Rags to Riches to Ruin

Few family corporations have survived way beyond three generations -- a curse that summarizes the life cycle of a business from rags to riches and then ruin. In the three-generation effect, a family corporation usually starts with the patriarch establishing the company to provide for the family. After this, the second generation inherits and grows the business, and the third generation squanders it. Studies show that seven out of ten affluent families will lose the family fortune by the end of the second generation, and by the end of the third generation, nine out of ten of all affluent families have blown through the family wealth, with many suffering terrible family strife.

Research indicates that family business failures can essentially be traced to several factors:

• Forbidden Issues. Lack of trust and rampant misunderstandings in the family leads to conflict avoidance, lying, and hiding things from each other.

• Lack of meritocracy. The inability of next-generation offspring to cultivate the requisite skills that match those needed by the current and future business environment.

• Lack of clarity. The lack of planning and governance at the business, family, and ownership levels

• Weak or misaligned values. Lack of common understanding of what values the company and the family lives by and wants to preserve

• An unfortunate lack of succession planning. Founders and owners are notoriously poor at planning for the future of their businesses. For one, death is not an easy subject to discuss, nor is retirement, especially for rugged individualists and entrepreneurs or their families.

A family business without a formal succession plan is asking for trouble. Business leaders often hear this statement: "No doubt, my children are being groomed to lead the business eventually, but they are too young and inexperienced to make critical decisions." Family business leaders, particularly the founders, often neglect the issue of succession because they are so protective of the business they started. Although they want their ventures to survive them with plans of passing the torch of leadership on to their children, they seldom support their intentions with an actual and doable plan to accomplish that goal. They just dream of continuing the business long after they're gone but take no steps to make that dream a reality.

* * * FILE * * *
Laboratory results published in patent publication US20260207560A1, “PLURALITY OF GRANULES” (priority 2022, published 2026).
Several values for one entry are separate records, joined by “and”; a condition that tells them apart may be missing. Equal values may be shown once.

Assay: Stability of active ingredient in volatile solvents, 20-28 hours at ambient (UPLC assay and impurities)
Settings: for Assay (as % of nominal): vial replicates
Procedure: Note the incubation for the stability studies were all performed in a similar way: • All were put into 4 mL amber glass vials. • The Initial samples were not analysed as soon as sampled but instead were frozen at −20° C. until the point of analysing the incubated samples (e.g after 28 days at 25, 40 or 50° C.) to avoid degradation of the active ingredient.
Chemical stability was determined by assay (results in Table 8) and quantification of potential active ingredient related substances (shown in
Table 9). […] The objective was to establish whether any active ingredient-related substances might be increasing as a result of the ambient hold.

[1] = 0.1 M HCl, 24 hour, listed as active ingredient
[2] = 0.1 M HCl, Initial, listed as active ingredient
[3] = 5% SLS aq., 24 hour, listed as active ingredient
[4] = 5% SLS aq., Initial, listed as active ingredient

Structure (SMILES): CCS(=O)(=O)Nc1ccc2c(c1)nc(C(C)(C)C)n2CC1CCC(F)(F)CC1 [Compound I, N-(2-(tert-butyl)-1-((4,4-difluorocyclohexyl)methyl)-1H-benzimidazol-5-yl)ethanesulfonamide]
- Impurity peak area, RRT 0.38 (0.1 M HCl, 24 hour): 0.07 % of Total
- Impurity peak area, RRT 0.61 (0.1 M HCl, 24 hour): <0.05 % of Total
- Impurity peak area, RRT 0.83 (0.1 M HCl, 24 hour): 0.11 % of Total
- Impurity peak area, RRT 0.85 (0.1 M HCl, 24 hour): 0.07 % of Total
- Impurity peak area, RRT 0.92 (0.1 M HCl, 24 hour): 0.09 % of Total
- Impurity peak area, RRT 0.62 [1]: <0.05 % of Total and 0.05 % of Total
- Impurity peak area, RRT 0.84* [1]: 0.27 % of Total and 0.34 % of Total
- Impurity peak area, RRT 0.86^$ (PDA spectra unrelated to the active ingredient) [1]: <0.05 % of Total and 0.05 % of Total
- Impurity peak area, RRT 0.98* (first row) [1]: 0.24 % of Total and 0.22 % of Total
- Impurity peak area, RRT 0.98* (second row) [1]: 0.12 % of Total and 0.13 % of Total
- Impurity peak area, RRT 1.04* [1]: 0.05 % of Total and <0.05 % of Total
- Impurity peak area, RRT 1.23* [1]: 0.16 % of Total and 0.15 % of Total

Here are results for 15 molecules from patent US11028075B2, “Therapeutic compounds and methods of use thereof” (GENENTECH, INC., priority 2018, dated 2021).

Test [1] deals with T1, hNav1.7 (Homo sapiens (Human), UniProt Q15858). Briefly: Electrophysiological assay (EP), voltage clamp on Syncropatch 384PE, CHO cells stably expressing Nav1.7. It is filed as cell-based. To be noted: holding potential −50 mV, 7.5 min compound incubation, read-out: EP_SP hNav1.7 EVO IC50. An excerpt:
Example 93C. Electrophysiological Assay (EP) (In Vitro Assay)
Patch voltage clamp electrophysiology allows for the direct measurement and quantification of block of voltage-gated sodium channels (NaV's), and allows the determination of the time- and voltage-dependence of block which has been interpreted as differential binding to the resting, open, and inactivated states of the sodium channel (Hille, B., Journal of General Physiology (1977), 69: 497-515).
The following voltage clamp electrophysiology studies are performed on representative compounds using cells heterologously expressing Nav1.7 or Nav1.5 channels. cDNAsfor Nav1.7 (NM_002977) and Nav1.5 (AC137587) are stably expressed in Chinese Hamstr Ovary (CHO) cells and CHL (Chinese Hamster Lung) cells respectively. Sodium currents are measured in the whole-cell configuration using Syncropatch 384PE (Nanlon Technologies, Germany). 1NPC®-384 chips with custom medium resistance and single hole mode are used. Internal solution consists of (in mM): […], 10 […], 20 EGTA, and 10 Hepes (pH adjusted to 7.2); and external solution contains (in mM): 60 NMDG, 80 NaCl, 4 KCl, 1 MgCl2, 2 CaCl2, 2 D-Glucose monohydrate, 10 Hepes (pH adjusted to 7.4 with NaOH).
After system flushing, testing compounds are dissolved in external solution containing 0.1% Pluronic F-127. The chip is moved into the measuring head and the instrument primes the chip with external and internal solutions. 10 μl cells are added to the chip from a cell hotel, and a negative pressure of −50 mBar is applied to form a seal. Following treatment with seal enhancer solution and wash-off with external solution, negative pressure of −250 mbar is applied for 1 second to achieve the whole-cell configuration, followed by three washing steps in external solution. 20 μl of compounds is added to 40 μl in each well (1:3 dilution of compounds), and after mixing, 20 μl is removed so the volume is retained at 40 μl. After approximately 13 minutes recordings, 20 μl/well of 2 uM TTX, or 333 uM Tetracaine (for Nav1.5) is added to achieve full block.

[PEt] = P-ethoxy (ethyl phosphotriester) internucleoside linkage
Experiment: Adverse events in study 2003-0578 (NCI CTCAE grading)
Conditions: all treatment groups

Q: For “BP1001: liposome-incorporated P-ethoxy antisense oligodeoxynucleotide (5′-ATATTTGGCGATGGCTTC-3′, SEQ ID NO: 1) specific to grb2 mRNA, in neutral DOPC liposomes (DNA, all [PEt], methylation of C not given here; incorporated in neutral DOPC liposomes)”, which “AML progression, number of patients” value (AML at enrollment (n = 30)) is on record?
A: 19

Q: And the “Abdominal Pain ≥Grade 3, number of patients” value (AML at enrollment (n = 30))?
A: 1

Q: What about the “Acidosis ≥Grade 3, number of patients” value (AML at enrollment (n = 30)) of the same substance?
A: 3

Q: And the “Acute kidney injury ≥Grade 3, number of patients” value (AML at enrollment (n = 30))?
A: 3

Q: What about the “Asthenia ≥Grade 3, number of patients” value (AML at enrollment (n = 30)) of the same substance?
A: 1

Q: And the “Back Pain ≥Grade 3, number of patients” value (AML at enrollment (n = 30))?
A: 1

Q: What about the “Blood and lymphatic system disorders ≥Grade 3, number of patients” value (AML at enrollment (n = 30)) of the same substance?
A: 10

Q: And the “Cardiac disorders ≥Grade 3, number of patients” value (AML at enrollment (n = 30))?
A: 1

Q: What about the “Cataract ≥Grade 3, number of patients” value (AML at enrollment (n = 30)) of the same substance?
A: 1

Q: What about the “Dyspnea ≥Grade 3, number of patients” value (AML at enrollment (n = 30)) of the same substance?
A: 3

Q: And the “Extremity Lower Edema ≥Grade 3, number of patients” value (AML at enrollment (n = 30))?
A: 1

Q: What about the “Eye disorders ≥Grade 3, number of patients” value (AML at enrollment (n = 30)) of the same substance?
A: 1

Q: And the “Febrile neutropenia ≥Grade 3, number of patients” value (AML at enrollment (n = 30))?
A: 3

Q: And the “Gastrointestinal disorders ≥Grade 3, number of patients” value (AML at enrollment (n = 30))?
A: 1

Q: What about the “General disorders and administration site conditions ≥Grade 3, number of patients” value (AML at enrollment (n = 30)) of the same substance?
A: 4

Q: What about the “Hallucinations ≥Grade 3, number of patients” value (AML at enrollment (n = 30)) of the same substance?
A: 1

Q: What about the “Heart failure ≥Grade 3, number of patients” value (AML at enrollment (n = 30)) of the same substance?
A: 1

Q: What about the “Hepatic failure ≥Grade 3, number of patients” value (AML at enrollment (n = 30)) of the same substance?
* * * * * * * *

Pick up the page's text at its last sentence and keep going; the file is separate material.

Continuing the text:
However, the three-generation effect does not have to be an inescapable curse. The three-generation effect is indeed a harsh reality that many family businesses face, but this curse only takes place when there is no proper foresight and preparation. To break the cycle, family business leaders must confront these challenges head-on, preferably years prior to any generational transition, starting with fostering open communication, embracing merit-based decision-making, and exploring succession planning — all to ensure a smooth transition of leadership when the time is ripe. Only then can a family business hope to defy the odds and endure for generations.

To gain further insights on developing your next-generation leaders and ensuring the long-term success of your company, I am excited to extend an invitation to you, dear readers. Join me, along with family business expert Dr. Josh Baron and other prominent industry leaders yet to be announced, at W+B Advisory Group's upcoming executive event in partnership with Icon Executive Asia. Prepare to immerse yourself in:

This exclusive event will take place on August 19, 2023 (Saturday), from 10:00 a.m. to 3:00 p.m. at the prestigious Grand Ballroom of Crowne Plaza Manila Galleria. It presents a unique platform to gain expert knowledge and practical strategies essential for navigating the challenges faced by family businesses.

To secure your spot and register for this event, please visit our registration link: https://bit.ly/FamilyBusinessContinuity 

For additional information and exclusive event promo discounts, please don't hesitate to reach out to Marivi at Icon Executive Asia via email at marivi@iconexecutivesearch.com